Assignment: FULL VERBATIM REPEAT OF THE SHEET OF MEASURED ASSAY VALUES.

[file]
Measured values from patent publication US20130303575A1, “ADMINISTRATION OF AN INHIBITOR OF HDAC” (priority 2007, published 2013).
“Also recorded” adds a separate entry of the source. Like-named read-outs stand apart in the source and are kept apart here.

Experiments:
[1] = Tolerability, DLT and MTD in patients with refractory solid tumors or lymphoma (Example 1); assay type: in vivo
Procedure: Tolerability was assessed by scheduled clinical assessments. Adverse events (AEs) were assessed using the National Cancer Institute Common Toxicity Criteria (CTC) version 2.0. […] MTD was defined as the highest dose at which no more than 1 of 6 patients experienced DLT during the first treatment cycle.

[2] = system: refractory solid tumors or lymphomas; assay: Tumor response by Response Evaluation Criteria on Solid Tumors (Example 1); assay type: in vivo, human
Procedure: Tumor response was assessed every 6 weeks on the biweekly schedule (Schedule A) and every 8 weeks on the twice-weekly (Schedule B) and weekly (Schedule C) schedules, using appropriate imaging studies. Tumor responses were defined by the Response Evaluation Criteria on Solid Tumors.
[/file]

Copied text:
Measured values from patent publication US20130303575A1, “ADMINISTRATION OF AN INHIBITOR OF HDAC” (priority 2007, published 2013).
“Also recorded” adds a separate entry of the source. Like-named read-outs stand apart in the source and are kept apart here.

Experiments:
[1] = Tolerability, DLT and MTD in patients with refractory solid tumors or lymphoma (Example 1); assay type: in vivo
Procedure: Tolerability was assessed by scheduled clinical assessments. Adverse events (AEs) were assessed using the National Cancer Institute Common Toxicity Criteria (CTC) version 2.0. […] MTD was defined as the highest dose at which no more than 1 of 6 patients experienced DLT during the first treatment cycle.

[2] = system: refractory solid tumors or lymphomas; assay: Tumor response by Response Evaluation Criteria on Solid Tumors (Example 1); assay type: in vivo, human
Procedure: Tumor response was assessed every 6 weeks on the biweekly schedule (Schedule A) and every 8 weeks on the twice-weekly (Schedule B) and weekly (Schedule C) schedules, using appropriate imaging studies. Tumor responses were defined by the Response Evaluation Criteria on Solid Tumors.